The Structure of Thinking Programme for Elementary Schools
Working on Piaget’s Cognitive Development Theory (1954), the stand-alone Thinking Programme should be divided into 2 core courses:
Introductory Course in Thinking
The Introductory Course should be introduced at the age of 7, once the Concrete Operational Stage is formalised (Piaget, 1954). At this level, the students are introduced to logical thinking as well as basic Critical Thinking and Applied Thinking Skills centred around manipulatives and concrete manifestation of Thinking. Furthermore, Creative Thinking will feature greatly at this stage to enhance the level of innovation and imaginative thinking which many theorists suggest are “schooled” out of them at this critical stage. Brown and Wyatt (2010) argue that Design Thinking incorporates three key overlapping processes: Inspiration, Ideation and Implementation, of which Inspiration and Ideation are key processes of the Introductory Course, while Implementation becomes central in the Advanced Course. The Introductory course also focuses on opening up the “problem space” (Schön, 1983) through divergent thinking processes, although “wicked problems” (Rittel and Webber, 1973) may not be introduced in the Introductory Course. Nonetheless, pupils will be introduced to the exploring of possibilities, and examine how designers synthesise disparate knowledge across different disciplines (Brown & Wyatt, 2010). As per the humanistic paradigm of the Thinking Programme, the Introductory Course thus seeks to explore human-centred element in Design Thinking, which in turn serves to nurture qualities necessary for social interaction and the cultivation of empathy among the learners themselves through an interactive, collaborative and metacognitive process.
The exemplar 10-week curriculum plan for Grade 3 below illustrates some of the guiding principles. Firstly, different fields of Thinking are covered and varied throughout the weeks, and links were made to the existing lessons in Science, Social Studies and Language learning. Next, Lessons are designed around concrete experiences such as putting out fires using vinegar and baking soda, using reinforced cardboard to build furniture, and undergoing a Haunted House experience. Finally, a free topic is created for students to provide input on their interest areas and the instructor/designer will customise the lesson for the specific class.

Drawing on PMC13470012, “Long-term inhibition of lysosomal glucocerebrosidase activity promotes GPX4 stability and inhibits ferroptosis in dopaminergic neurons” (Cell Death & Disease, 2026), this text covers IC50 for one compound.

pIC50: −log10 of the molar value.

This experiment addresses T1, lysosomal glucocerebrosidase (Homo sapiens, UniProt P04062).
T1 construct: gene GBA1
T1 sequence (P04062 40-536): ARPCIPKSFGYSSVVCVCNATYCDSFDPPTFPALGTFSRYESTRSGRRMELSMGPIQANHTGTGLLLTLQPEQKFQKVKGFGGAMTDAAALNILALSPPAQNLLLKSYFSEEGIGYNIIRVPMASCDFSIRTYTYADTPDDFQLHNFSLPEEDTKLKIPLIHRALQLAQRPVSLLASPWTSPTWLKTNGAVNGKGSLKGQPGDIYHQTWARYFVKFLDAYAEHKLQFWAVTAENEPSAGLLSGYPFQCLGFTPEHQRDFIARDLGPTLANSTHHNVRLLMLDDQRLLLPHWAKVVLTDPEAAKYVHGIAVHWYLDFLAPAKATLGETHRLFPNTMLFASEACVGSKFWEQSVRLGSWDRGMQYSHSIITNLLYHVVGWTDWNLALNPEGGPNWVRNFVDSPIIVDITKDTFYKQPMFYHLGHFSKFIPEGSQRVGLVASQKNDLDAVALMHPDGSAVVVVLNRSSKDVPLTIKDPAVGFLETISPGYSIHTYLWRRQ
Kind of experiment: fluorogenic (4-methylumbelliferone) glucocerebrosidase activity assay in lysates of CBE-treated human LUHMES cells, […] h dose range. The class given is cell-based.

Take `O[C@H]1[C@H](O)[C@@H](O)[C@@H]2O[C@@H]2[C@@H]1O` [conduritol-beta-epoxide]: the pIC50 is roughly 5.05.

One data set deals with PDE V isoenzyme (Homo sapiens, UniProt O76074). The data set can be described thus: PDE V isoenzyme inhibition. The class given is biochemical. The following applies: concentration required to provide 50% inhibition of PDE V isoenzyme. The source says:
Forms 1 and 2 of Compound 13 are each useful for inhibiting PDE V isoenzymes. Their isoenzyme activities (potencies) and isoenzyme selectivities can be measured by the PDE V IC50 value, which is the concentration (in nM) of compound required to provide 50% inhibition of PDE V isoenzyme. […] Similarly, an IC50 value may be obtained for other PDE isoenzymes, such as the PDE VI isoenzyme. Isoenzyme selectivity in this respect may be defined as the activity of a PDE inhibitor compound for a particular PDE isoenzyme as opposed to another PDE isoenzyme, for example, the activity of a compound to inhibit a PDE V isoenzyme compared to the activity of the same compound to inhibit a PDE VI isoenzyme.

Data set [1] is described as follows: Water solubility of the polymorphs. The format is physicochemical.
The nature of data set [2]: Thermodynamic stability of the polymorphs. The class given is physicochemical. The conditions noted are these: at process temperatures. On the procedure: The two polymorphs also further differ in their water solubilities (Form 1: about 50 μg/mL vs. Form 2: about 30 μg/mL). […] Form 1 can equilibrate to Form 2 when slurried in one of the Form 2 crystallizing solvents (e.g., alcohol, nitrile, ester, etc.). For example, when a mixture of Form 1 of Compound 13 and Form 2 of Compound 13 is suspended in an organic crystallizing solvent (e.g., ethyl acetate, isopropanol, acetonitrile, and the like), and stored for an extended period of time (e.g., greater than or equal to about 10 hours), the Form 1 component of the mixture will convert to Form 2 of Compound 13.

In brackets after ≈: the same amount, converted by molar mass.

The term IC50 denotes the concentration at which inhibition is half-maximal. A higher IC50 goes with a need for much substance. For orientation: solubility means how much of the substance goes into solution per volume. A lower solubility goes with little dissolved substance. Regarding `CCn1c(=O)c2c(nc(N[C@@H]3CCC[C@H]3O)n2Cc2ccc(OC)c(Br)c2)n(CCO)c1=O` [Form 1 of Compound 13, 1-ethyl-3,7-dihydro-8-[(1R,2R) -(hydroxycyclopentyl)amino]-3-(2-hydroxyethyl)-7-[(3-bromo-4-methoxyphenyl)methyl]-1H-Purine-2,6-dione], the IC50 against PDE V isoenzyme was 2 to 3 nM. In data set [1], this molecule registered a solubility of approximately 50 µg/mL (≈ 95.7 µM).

Advanced Course in Thinking
The Advanced Course should be introduced at ten or eleven, where the Formal Operational level of Piaget’s Cognitive Development Model begins. This is a stage where students develop abstract thought, but such thoughts are newly present during this stage of development. Abstract Thinking is used alongside the introduction of metacognition to create greater awareness of their thought processes and to properly develop strategies to correct and enhance their reasoning. Along with this, children in the formal operational stage display more skills oriented towards problem solving, often being able to use multiple steps. As such, this stage of the programme introduces wicked problems in which the skills of Critical, Creative and Applied Thinking are used within the principles of Design Thinking to examine real-world issues and develop solutions to them. Lewis and Smith (1993) reiterate that higher-order cognition is especially important for design, and the multi-disciplinary approach of the Advanced Course provides a perfect stage for Design Thinking, as a significant part of the problem-solving process in Design Thinking involves the ability to synthesise problems from a variety of sources (Pink, 2006; Simon, 1996).
The exemplar 6-week curriculum plan for Grade 4 below illustrates some of the guiding principles. Again, different fields of Thinking are covered and varied throughout the weeks, and links were made to the existing lessons in Science, Environmental Education and Language learning. Next, lessons are designed around both concrete experiences and abstract problem-solving, such as analysing issues of communication in the world and in their personal experiences, exploring the history of automatons and creating one, and considering the “wicked problem” of overfishing in oceans and developing solutions. The Advanced Level uses far more texts and media as input, which students use to evaluate the evidence necessary for the problem-solving process to be sound and well-thought. Stories are used as extremely powerful tools to trigger the process of Thinking and learning as they are fundamental tools in capturing the human condition, which the entire programme situates itself based on its humanist principles. Rossiter (2002) notes that narratives are valuable classroom tools as they can enable students to understand life events, personal actions, and solidify identity formation, and are equally effective for children and adult learning.